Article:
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May 17
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International Social Action Film Festival

By Ronald Schultz

When I sat down at the table next to the dining tent at Shambhala Mountain Center with President Richard Reoch and my dear friend, Barry Milner, I had to admit I had an agenda. I wanted to tell Richard about my International Social Action Film Festival that I was launching a few months hence. Finding an appropriate space in the laughter circulating around the table was not easy. Both Richard and Barry are two funny guys. Finally, someone took a breath, and in the space between, which fortunately enough was an appropriate space, I explained what ISAFF was and what it was designed to accomplish: to support and sustain the work of local international social action organizations by getting the word out about their efforts through film. Richard took a second look at me, he wanted to make sure there wasn’t a punch line about to follow, and without hesitation he said he would be happy to circulate a letter about it to the Shambhala Center Directors.

It was my belief that the film festival would be a great opportunity for centers to screen the films we had gathered, reach out to the greater community in a gesture of creating enlightened society, and generate some donated income for the centers. True to his word, President Reoch sent that letter, and in true Shambhalian fashion, I received no responses. Undeterred, the International Social Action Film Festival was launched in Berlin, Sydney Australia, Monrovia, Liberia, Los Angeles, and San Diego (www.isaff.org and http://isaffsalon.ning.com ). The good news is, because of the local Shambhala Center’s (both San Diego and LA) involvement with the festival, we generated hundreds of dollars of donations that went to the two organizations.

Community discussion at the San Diego festival. Photo by Mayela Padilla.

Community discussion at the San Diego festival. Photo by Mayela Padilla.

Shortly after our international launch in February of this year, ISAFF initiated a salon version of the film festival, which like its full-fledge brethren, highlighted the work of both local and international social action organizations, but did so in a much shorter fashion. Screening this version, an organization or an individual could host a group in their home or center, screen a couple hours of films and have an engaged discussion about how to support social action, locally. The ISAFF Salon has proven to be very popular. It has had screenings in places like Hong Kong, Bali, Lahore, Pakistan, London and in organizations around the United States.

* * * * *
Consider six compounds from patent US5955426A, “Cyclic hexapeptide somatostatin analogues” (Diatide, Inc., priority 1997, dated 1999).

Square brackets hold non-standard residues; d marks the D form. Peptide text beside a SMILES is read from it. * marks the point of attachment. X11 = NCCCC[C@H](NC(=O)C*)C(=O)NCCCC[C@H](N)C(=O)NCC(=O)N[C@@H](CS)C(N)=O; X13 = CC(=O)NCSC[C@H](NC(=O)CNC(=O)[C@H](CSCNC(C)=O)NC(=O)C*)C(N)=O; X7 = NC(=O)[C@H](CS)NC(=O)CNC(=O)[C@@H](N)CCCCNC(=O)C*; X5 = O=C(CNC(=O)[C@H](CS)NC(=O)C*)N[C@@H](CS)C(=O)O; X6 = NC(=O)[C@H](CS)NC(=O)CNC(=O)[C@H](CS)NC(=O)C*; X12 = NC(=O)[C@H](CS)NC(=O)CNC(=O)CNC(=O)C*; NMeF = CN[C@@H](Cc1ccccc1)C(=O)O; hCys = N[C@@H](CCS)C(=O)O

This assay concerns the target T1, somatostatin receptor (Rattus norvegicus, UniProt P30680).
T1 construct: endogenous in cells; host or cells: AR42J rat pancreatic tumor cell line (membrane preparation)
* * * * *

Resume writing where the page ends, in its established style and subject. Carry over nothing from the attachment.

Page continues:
Poster of a feature film shown at ISAFF, San Diego

Poster of a feature film shown at ISAFF.

And starting this summer, the LA Shambhala Center will be launching three Friday night screenings of films from the International Social Action Film Festival over a number of weeks. The plan is to make the screenings available to members and community members alike, as a way of engaging the Centers and communities to explore how they can support local social action efforts. It is a model that other centers could emulate. That’s a hint, by the way. I am making the film festival package available to any and all Shambhala Centers and Groups who believe they can attract an audience to view the films, without charge, save postage and handling (cheap). The only stipulation is that a center cannot charge admission to see the films. They can accept donations, but cannot “sell” tickets.

The discussion about our communities these films initiate is incredibly powerful. I believe it is at the core of many of our Shambhalian principles, and like those principles, they open an opportunity to reach out into our communities and demonstrate our interconnection and interdependence. I would love for the ISAFF film festival, in either its full 2-3 day format or in its Salon version, to play in each of our Shambhala Centers around the world and launch the conversation that would provide a bridge between our practice and the world we live in and are dedicated to serving. The vision for this was put into motion at a picnic table filled with laughter and cheer at SMC. It would be great to actualize that spirit throughout our Shambhala mandala and bring communities together to reach out wherever help is needed. If your Shambhala Center would be interested in hosting an ISAFF screening, I can be contacted at [email protected].

Ron Schultz is a Shambhala warrior living in Calabasas, California. He is the founder and Executive Director of the International Social Action Film Festival and Lending4Change. He is also the author of many published books.

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1 response to “ International Social Action Film Festival ”
  1. susan wright
    May 23, 2009

    I have rented War Dance from our local video store and it was the most amazing story i’d seen in a long time -truly uplifting and inspiring.

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